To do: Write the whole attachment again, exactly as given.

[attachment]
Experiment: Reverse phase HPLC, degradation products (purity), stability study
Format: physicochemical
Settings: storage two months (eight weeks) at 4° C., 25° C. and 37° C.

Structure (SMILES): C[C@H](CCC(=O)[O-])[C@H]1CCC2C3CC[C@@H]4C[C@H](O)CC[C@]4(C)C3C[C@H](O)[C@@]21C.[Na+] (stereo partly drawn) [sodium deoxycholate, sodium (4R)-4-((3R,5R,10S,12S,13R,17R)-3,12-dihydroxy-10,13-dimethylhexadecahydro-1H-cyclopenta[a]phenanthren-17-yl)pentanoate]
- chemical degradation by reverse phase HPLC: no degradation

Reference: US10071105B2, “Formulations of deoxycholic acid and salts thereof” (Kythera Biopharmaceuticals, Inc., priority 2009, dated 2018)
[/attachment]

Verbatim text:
Experiment: Reverse phase HPLC, degradation products (purity), stability study
Format: physicochemical
Settings: storage two months (eight weeks) at 4° C., 25° C. and 37° C.

Structure (SMILES): C[C@H](CCC(=O)[O-])[C@H]1CCC2C3CC[C@@H]4C[C@H](O)CC[C@]4(C)C3C[C@H](O)[C@@]21C.[Na+] (stereo partly drawn) [sodium deoxycholate, sodium (4R)-4-((3R,5R,10S,12S,13R,17R)-3,12-dihydroxy-10,13-dimethylhexadecahydro-1H-cyclopenta[a]phenanthren-17-yl)pentanoate]
- chemical degradation by reverse phase HPLC: no degradation

Reference: US10071105B2, “Formulations of deoxycholic acid and salts thereof” (Kythera Biopharmaceuticals, Inc., priority 2009, dated 2018)